Fusion 360 is also exceptional when it comes to preparing models for 3D printing, machining, and prototyping. 

The main users will find Fusion 360 useful with the following functionalities:

– 3D design and modeling: The program can handle surface modeling, mesh modeling, parametric modeling all other of the major modeling standards. Users will be able to work with independent components or with assemblies depending on the complexity of the project.

– Electronics: This is where Fusion 360 is said to shine – the program can handle different tools for the design and manufacture of printed circuit boards.

– Simulation: Fusion 360’s simulation features include nonlinear stress, modal frequency, buckling, and static stress.

– Visualization: If photo-realistic renders are what you’re looking for, Fusion 360 has you covered in that department. It can also handle details 2D drafts and documents.

– Collaboration: Due to its cloud-based nature, Fusion 360 makes it easy for teams of different people to collaborate and share their work real-time. This makes for a fast and easy way to reach project deadlines.

– Data management: Fusion 360 makes it easy to handle data and metadata about projects and their corresponding files. Not to mention, all the data about your files are securely kept in the cloud.

– Manufacturing and machining: With all its tools, Fusion 360 is great for aspiring 3D printers and machinists. Any model made in the program can easily be exported as any of the standard file formats used by CNC machines or 3D printers.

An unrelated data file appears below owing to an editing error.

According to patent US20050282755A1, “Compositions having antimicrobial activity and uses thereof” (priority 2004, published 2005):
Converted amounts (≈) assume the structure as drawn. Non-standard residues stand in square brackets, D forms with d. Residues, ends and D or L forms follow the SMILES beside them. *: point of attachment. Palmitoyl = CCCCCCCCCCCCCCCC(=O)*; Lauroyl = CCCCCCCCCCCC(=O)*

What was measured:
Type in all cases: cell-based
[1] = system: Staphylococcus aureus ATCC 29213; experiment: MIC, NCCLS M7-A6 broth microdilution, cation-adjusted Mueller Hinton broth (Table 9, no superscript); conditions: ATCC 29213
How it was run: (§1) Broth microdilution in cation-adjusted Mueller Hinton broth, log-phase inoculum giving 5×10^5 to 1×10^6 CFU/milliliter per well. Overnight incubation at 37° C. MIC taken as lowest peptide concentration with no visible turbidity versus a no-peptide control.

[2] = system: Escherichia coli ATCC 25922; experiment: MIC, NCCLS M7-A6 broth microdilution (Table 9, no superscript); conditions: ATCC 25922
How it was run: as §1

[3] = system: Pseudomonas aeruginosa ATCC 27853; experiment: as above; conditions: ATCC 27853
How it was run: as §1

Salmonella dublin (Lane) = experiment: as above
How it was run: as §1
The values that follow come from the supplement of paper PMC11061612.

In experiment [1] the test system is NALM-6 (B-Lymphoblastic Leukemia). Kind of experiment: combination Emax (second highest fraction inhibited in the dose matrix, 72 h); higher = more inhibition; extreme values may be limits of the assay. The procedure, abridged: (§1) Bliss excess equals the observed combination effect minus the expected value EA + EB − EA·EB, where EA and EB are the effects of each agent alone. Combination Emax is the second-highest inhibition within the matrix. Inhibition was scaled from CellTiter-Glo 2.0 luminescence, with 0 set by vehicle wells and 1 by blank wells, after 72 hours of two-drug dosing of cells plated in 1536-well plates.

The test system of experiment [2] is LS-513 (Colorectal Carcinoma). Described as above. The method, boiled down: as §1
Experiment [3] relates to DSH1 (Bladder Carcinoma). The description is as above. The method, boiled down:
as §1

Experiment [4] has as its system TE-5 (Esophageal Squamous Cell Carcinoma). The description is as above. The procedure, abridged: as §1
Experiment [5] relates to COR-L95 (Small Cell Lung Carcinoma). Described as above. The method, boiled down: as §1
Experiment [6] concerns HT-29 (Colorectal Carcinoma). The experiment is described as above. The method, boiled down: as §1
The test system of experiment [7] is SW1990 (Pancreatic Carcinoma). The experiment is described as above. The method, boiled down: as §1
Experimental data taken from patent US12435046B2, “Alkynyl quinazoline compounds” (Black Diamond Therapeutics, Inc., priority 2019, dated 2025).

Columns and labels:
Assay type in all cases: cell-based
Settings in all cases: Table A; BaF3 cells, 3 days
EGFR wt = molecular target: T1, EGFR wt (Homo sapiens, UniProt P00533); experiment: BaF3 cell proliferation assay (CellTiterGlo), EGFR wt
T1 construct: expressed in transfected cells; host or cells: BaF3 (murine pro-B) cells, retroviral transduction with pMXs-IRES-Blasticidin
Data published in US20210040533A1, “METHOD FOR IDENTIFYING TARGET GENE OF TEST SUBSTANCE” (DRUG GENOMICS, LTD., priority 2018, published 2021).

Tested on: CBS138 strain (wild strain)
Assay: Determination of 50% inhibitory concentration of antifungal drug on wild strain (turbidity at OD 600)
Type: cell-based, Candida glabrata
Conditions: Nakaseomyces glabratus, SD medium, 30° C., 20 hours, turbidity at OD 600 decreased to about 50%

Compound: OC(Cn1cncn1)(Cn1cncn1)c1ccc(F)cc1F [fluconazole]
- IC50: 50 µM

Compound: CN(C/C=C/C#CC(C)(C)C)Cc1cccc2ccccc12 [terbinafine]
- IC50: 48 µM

AutoCAD vs. Fusion 360

Here are some clearer differences between AutoCAD and Fusion 360 tabulated:

AutoCAD

Fusion 360

Is capable of creating detailed 2D and 3D drawings primarily for the AEC industries

Can create highly detailed 3D models that are useful for CNC and 3D printing

Fewer features but more straight-forward to learn

More robust functionality but has a steeper learning curve

Best for creating detailed plans and drawings

Best for product prototyping and simulation

Geometry-driven models

Freeform models

Primarily works with local and network-based files with options for cloud saving

Primarily works with cloud technology

Can be operated using the command line

Does not have command lines

Main users are architecture, engineering, and construction professionals

Main users are electrical engineering, mechanical engineering, manufacturing, and machining professionals

Conclusion

In short, if you’re looking for a no-fuss way to produce architectural and engineering drawings and plans, you can’t get much better than AutoCAD. If you’re an engineer or machinist more inclined to using 3D models, simulation tools, and realistic visualization, you’ll want to try out Fusion 360.